“If we can really change someone’s life around the world, I think that’s a mission the Salvation Army really gets behind,” Rogers said. “We were passionate about this from day one: we never want to serve a coffee that may be more cost-effective for us but takes advantage of someone in poverty on a different part of the globe.”
The drinks get patrons in the shop. After that, the staff uses the opportunity to tell people about The Salvation Army and the good it does. Some people come away as supporters, going on to contribute financially and/or physically to other Salvation Army endeavors. Some, though, come away as more and enroll asSalvation Army soldiers, with some of those going on to becomeSalvation Army officers.
“We see ourselves as the missionaries of The Salvation Army into a whole new populace,” Rogers said. “High school and college kids have no idea what The Salvation Army stands for or that their desire to be part of a movement that’s seeking justice in the world could actually be satisfied by an organization that’s old and has issues staying in touch with the younger generation. When they hear what all the Salvation Army does, they’re blown away.”
Besides coffee, music brings a lot of people to the coffeehouse. It has hosted more than 400 shows, some of which even move from the coffeehouse space into the corps’ worship center to accommodate more fans.
“We asked a band to come and play for our grand opening. Because they had such a following, we had more than 100 people crammed in, so we decided to do it again. We’re the only true music venue in Cleveland. We have shows nearly every Friday and Saturday, hosting local and national touring acts.”
A big part of the music is open mic nights. One popular local band that has gone on to become a touring act got its start at an open mic. The Giant and The Tailor didn’t win that night and almost quit but came back a month later and has played ever since. Now, the band has awards, nominations and an EP in the iTunes International Rock Chart Top 50.
The Salvation Army uses the open mics to raise funds for its youth programs and summer camp scholarships. People vote for the bands they like with money, which goes to The Salvation Army for that. The open mics regularly collect $150 or $200, Rogers said.
“They give people a chance to participate in the vision. It’s a place for them to sponsor our mission in a real, tangible way.”
The coffeehouse also hosted “American Idol”season 14 runner-up Clark Beckham before and after “Idol.” It was the first place outside of church the former Lee University student played in his career. He returned for last year’s anniversary concert and will perform in this year’s, which has become a music festival, in October.
Phoenix Fest, so named because of the phoenix in the Inman Street Coffeehouse logo (“We see this as a place where people can rise from the ashes of the things they’ve been through and really become something new and different because of Christ and this place.”), runs Friday, Oct. 21 from 5 p.m. through Saturday, Oct. 22. It will have two national headliners each night, plus 15 local bands.
“We’re super excited about it!”
It will also include student testimonials and local Salvation Army officers discussing programs during music breaks, plus several awards, including Coffeehouse Volunteer of the Year and Band of the Year. Coffeehouse interns will be on hand selling concessions.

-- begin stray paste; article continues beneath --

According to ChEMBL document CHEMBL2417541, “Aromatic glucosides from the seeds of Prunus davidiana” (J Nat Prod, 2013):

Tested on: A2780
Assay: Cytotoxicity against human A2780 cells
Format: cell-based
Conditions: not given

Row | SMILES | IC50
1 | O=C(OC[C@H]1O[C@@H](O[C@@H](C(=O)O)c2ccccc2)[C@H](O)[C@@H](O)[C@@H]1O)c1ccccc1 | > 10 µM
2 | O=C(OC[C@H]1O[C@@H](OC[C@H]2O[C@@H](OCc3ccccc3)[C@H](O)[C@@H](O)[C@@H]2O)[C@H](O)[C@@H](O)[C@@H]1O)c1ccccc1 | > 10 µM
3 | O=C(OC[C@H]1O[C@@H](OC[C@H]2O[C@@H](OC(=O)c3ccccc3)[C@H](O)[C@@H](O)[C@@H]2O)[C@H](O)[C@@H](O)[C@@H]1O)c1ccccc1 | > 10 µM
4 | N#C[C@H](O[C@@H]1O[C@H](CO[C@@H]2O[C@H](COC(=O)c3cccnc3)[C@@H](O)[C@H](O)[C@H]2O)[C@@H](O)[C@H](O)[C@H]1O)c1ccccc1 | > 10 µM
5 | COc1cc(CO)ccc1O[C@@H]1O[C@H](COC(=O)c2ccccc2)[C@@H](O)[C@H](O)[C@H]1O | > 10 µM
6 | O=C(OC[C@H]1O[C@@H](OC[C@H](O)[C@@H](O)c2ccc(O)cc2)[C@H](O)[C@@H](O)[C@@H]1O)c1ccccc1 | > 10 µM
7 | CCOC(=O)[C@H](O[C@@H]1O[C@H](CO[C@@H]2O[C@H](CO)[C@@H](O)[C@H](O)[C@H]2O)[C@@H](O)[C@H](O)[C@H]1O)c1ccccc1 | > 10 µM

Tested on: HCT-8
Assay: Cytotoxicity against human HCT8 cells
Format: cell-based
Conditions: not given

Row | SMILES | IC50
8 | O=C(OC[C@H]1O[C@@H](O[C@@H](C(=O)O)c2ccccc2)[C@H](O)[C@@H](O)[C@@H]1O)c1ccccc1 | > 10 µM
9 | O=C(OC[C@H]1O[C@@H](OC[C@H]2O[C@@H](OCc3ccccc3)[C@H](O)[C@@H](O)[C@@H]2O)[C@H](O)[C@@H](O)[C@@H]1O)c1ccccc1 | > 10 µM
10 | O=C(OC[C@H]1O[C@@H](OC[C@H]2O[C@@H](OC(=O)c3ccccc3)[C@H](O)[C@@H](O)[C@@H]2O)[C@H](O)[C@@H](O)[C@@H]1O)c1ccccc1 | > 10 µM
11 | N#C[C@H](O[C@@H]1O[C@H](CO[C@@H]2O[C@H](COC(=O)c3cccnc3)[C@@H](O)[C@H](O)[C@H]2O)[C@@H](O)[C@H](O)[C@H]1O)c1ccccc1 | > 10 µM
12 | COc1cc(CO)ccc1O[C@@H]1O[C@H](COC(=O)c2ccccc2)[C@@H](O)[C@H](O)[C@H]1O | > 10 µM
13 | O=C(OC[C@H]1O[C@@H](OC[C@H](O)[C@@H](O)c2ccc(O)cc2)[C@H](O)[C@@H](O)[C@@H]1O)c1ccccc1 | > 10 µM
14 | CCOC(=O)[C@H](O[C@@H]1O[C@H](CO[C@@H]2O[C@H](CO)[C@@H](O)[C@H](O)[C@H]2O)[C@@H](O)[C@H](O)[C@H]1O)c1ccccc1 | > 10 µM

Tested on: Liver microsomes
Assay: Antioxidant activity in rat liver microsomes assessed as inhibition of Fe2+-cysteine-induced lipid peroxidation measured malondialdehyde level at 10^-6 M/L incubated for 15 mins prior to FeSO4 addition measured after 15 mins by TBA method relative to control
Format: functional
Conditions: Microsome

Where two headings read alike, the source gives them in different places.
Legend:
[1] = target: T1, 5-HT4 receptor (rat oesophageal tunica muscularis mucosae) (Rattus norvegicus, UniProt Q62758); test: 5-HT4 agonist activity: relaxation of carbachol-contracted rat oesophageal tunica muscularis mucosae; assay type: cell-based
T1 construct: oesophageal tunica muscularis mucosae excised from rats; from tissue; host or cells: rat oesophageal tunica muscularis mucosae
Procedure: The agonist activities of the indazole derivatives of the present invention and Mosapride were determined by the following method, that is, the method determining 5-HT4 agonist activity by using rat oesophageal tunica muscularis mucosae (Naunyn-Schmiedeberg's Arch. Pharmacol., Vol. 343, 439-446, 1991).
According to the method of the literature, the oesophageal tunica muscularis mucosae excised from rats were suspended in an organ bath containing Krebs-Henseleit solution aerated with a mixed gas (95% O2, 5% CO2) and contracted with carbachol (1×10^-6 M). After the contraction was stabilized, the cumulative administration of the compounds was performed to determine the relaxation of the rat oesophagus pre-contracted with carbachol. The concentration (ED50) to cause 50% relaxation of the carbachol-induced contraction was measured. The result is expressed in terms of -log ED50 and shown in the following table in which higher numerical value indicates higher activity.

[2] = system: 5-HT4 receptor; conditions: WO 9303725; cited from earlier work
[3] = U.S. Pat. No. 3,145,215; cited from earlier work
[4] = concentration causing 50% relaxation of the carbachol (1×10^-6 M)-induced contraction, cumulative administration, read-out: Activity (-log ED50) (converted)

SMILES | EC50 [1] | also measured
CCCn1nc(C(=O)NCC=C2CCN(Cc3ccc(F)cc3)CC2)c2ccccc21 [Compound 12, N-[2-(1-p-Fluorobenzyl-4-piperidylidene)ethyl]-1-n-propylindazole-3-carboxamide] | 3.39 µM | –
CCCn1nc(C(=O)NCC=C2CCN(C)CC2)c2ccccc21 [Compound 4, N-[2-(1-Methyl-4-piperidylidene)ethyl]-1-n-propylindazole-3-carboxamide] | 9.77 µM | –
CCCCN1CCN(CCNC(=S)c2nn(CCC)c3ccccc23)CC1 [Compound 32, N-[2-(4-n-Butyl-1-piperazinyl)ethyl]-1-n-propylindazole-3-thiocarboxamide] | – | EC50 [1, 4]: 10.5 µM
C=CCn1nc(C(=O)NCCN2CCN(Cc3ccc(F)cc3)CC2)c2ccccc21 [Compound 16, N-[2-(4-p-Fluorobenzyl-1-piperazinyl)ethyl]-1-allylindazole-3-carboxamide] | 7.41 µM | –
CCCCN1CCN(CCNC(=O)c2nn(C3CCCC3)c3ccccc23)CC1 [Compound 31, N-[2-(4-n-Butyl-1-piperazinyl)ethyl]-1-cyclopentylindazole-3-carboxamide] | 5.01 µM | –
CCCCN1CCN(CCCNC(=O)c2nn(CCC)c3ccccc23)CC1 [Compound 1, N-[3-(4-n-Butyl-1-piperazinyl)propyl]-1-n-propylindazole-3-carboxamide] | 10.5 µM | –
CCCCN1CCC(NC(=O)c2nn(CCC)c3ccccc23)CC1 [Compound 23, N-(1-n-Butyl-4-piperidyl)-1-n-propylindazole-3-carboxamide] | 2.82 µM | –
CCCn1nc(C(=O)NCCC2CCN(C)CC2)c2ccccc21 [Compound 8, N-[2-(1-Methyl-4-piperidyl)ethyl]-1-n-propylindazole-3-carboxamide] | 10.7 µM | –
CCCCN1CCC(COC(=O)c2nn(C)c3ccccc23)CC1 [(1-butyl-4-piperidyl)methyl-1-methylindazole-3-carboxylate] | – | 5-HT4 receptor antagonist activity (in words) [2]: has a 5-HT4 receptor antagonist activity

The 16 interns are high school and early college students who have been recommended by teachers or leaders in their lives as students with a lot of leadership potential who haven’t had a chance to learn life or job skills. During their internship, they will serve at least 350 service hours in three different customer service settings (office, retail and food service), plus find a need in the community that speaks to them and meet it.
“The internship program is really the hinge pin of our program,” Rogers said. “It’s this super cool way to use the coffee shop as a conduit for helping others. The coffee shop gives them a tangible way to learn in a safe environment, so when they go out, they’re actually more equipped, more hirable. They can get more than an entry-level job because of their experience. Plus, they have an awareness of the Salvation Army they’ve never had before.”
Students who come to the coffeehouse, either to work or as a customer, meet Cleveland’s homeless. Sometimes the two groups just talk, but sometimes they share a board game or other activity.
“Here, everyone is given their fair shake at being part of the community; it doesn’t matter what socioeconomic level. We’re not a homeless outreach or a college outreach; we’re both. Because of that, it’s this really unique dynamic.”
In the future, The Salvation Army hopes to expand this dynamic to other places with the coffeehouse. Rogers said they’re looking at a potential second location in Cleveland, and they plan to eventually expand the mission and the vision of the coffeehouse to other towns.
How a Summer job with The Salvation Army changed one teen’s perspective.
A MILE DOWN THE ROAD
By: Christopher George
A mile down Chattanooga’s Dodds Avenue from the McCallie School lies an entirely different world known as East Lake. At McCallie, we worry about the next advanced placement U.S. history test or whether we’ll win the football game this week; At East Lake they worry about the next shooting in their neighborhood or if they’ll make it through the next paycheck. In my summer as a lifeguard for The Salvation Army in the projects, I was humbled, amazed and shocked by the way the kids’ lives are so different from mine.
I took the lifeguarding job to make money and avoid getting a “real job” working at a restaurant, doing lawn care or working at a Lake Winnepesaukah booth. I didn’t know I was signing up for a summer that would completely change the way that I see life, people, society and the McCallie community.